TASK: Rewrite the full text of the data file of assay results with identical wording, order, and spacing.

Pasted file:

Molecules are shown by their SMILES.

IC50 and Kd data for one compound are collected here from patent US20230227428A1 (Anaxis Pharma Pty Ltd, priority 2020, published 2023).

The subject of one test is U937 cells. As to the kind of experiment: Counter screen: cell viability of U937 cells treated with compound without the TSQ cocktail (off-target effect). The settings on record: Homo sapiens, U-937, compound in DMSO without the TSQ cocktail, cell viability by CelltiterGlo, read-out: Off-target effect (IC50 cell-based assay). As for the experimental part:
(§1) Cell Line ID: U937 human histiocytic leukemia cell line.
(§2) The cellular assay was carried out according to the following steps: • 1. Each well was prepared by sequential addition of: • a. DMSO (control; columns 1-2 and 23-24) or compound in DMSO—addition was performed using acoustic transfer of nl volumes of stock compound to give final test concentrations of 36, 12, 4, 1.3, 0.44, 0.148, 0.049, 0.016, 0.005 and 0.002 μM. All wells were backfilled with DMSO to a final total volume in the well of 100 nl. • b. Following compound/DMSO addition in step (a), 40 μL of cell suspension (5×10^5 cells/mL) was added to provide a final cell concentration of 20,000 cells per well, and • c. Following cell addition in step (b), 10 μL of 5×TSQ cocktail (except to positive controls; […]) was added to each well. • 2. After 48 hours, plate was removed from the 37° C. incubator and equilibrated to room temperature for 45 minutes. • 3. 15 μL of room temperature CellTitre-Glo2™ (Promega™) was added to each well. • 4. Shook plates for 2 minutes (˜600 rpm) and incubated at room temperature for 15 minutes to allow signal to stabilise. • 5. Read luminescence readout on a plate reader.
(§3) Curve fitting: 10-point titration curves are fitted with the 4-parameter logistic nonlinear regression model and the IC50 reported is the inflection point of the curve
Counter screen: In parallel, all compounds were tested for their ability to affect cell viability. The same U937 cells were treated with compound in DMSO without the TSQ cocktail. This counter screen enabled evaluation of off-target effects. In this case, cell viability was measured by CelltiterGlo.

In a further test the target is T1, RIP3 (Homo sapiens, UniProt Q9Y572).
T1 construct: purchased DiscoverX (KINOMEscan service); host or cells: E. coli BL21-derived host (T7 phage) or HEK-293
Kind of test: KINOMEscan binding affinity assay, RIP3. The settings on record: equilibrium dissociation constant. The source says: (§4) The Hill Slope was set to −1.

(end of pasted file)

Molecules are shown by their SMILES.

IC50 and Kd data for one compound are collected here from patent US20230227428A1 (Anaxis Pharma Pty Ltd, priority 2020, published 2023).

The subject of one test is U937 cells. As to the kind of experiment: Counter screen: cell viability of U937 cells treated with compound without the TSQ cocktail (off-target effect). The settings on record: Homo sapiens, U-937, compound in DMSO without the TSQ cocktail, cell viability by CelltiterGlo, read-out: Off-target effect (IC50 cell-based assay). As for the experimental part:
(§1) Cell Line ID: U937 human histiocytic leukemia cell line.
(§2) The cellular assay was carried out according to the following steps: • 1. Each well was prepared by sequential addition of: • a. DMSO (control; columns 1-2 and 23-24) or compound in DMSO—addition was performed using acoustic transfer of nl volumes of stock compound to give final test concentrations of 36, 12, 4, 1.3, 0.44, 0.148, 0.049, 0.016, 0.005 and 0.002 μM. All wells were backfilled with DMSO to a final total volume in the well of 100 nl. • b. Following compound/DMSO addition in step (a), 40 μL of cell suspension (5×10^5 cells/mL) was added to provide a final cell concentration of 20,000 cells per well, and • c. Following cell addition in step (b), 10 μL of 5×TSQ cocktail (except to positive controls; […]) was added to each well. • 2. After 48 hours, plate was removed from the 37° C. incubator and equilibrated to room temperature for 45 minutes. • 3. 15 μL of room temperature CellTitre-Glo2™ (Promega™) was added to each well. • 4. Shook plates for 2 minutes (˜600 rpm) and incubated at room temperature for 15 minutes to allow signal to stabilise. • 5. Read luminescence readout on a plate reader.
(§3) Curve fitting: 10-point titration curves are fitted with the 4-parameter logistic nonlinear regression model and the IC50 reported is the inflection point of the curve
Counter screen: In parallel, all compounds were tested for their ability to affect cell viability. The same U937 cells were treated with compound in DMSO without the TSQ cocktail. This counter screen enabled evaluation of off-target effects. In this case, cell viability was measured by CelltiterGlo.

In a further test the target is T1, RIP3 (Homo sapiens, UniProt Q9Y572).
T1 construct: purchased DiscoverX (KINOMEscan service); host or cells: E. coli BL21-derived host (T7 phage) or HEK-293
Kind of test: KINOMEscan binding affinity assay, RIP3. The settings on record: equilibrium dissociation constant. The source says: (§4) The Hill Slope was set to −1.